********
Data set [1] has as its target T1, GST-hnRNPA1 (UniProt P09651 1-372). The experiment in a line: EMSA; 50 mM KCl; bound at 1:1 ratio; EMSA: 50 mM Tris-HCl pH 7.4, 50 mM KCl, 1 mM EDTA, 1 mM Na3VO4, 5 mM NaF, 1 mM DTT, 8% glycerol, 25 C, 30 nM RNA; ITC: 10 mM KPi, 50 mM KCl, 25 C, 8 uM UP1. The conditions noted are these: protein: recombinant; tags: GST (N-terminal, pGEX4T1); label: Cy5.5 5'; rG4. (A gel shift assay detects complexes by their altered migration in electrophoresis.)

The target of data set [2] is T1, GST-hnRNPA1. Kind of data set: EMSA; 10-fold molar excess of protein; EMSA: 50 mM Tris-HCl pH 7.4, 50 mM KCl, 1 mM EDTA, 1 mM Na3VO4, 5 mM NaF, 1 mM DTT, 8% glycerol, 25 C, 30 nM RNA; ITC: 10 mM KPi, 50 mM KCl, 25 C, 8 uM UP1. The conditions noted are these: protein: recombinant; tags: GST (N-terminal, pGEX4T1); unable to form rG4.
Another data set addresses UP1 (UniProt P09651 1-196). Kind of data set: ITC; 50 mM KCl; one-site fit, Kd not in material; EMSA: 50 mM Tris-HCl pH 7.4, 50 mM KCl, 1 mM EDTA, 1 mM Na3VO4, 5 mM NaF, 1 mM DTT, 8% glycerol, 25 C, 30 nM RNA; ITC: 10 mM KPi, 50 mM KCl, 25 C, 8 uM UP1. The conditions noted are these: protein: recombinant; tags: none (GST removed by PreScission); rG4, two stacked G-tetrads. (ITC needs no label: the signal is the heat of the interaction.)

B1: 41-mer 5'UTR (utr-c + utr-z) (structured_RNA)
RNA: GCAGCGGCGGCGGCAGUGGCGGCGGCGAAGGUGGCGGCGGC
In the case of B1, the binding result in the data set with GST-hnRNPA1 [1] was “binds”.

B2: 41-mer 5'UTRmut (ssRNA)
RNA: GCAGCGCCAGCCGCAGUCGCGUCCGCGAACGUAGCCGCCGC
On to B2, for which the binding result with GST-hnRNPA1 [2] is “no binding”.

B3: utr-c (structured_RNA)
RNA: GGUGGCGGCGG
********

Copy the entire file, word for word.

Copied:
Data set [1] has as its target T1, GST-hnRNPA1 (UniProt P09651 1-372). The experiment in a line: EMSA; 50 mM KCl; bound at 1:1 ratio; EMSA: 50 mM Tris-HCl pH 7.4, 50 mM KCl, 1 mM EDTA, 1 mM Na3VO4, 5 mM NaF, 1 mM DTT, 8% glycerol, 25 C, 30 nM RNA; ITC: 10 mM KPi, 50 mM KCl, 25 C, 8 uM UP1. The conditions noted are these: protein: recombinant; tags: GST (N-terminal, pGEX4T1); label: Cy5.5 5'; rG4. (A gel shift assay detects complexes by their altered migration in electrophoresis.)

The target of data set [2] is T1, GST-hnRNPA1. Kind of data set: EMSA; 10-fold molar excess of protein; EMSA: 50 mM Tris-HCl pH 7.4, 50 mM KCl, 1 mM EDTA, 1 mM Na3VO4, 5 mM NaF, 1 mM DTT, 8% glycerol, 25 C, 30 nM RNA; ITC: 10 mM KPi, 50 mM KCl, 25 C, 8 uM UP1. The conditions noted are these: protein: recombinant; tags: GST (N-terminal, pGEX4T1); unable to form rG4.
Another data set addresses UP1 (UniProt P09651 1-196). Kind of data set: ITC; 50 mM KCl; one-site fit, Kd not in material; EMSA: 50 mM Tris-HCl pH 7.4, 50 mM KCl, 1 mM EDTA, 1 mM Na3VO4, 5 mM NaF, 1 mM DTT, 8% glycerol, 25 C, 30 nM RNA; ITC: 10 mM KPi, 50 mM KCl, 25 C, 8 uM UP1. The conditions noted are these: protein: recombinant; tags: none (GST removed by PreScission); rG4, two stacked G-tetrads. (ITC needs no label: the signal is the heat of the interaction.)

B1: 41-mer 5'UTR (utr-c + utr-z) (structured_RNA)
RNA: GCAGCGGCGGCGGCAGUGGCGGCGGCGAAGGUGGCGGCGGC
In the case of B1, the binding result in the data set with GST-hnRNPA1 [1] was “binds”.

B2: 41-mer 5'UTRmut (ssRNA)
RNA: GCAGCGCCAGCCGCAGUCGCGUCCGCGAACGUAGCCGCCGC
On to B2, for which the binding result with GST-hnRNPA1 [2] is “no binding”.

B3: utr-c (structured_RNA)
RNA: GGUGGCGGCGG